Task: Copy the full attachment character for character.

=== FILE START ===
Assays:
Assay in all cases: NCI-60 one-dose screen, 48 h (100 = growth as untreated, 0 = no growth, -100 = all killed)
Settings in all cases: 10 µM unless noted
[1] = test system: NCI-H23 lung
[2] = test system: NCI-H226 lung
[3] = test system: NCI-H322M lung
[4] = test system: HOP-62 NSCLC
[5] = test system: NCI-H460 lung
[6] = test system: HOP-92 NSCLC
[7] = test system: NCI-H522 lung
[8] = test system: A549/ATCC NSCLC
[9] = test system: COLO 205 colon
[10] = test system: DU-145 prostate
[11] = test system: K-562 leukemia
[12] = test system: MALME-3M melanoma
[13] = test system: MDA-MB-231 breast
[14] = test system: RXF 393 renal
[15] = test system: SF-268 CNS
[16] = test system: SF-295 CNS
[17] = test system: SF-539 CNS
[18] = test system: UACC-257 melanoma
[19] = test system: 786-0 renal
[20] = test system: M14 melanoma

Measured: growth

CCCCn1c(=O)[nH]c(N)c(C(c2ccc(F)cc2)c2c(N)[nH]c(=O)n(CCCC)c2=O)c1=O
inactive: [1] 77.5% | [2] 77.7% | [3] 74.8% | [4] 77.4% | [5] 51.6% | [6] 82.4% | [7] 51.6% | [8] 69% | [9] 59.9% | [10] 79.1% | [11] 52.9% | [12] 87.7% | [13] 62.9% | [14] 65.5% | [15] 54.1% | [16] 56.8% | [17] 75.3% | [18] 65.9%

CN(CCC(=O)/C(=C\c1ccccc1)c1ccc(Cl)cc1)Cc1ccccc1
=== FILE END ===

Assays:
Assay in all cases: NCI-60 one-dose screen, 48 h (100 = growth as untreated, 0 = no growth, -100 = all killed)
Settings in all cases: 10 µM unless noted
[1] = test system: NCI-H23 lung
[2] = test system: NCI-H226 lung
[3] = test system: NCI-H322M lung
[4] = test system: HOP-62 NSCLC
[5] = test system: NCI-H460 lung
[6] = test system: HOP-92 NSCLC
[7] = test system: NCI-H522 lung
[8] = test system: A549/ATCC NSCLC
[9] = test system: COLO 205 colon
[10] = test system: DU-145 prostate
[11] = test system: K-562 leukemia
[12] = test system: MALME-3M melanoma
[13] = test system: MDA-MB-231 breast
[14] = test system: RXF 393 renal
[15] = test system: SF-268 CNS
[16] = test system: SF-295 CNS
[17] = test system: SF-539 CNS
[18] = test system: UACC-257 melanoma
[19] = test system: 786-0 renal
[20] = test system: M14 melanoma

Measured: growth

CCCCn1c(=O)[nH]c(N)c(C(c2ccc(F)cc2)c2c(N)[nH]c(=O)n(CCCC)c2=O)c1=O
inactive: [1] 77.5% | [2] 77.7% | [3] 74.8% | [4] 77.4% | [5] 51.6% | [6] 82.4% | [7] 51.6% | [8] 69% | [9] 59.9% | [10] 79.1% | [11] 52.9% | [12] 87.7% | [13] 62.9% | [14] 65.5% | [15] 54.1% | [16] 56.8% | [17] 75.3% | [18] 65.9%

CN(CCC(=O)/C(=C\c1ccccc1)c1ccc(Cl)cc1)Cc1ccccc1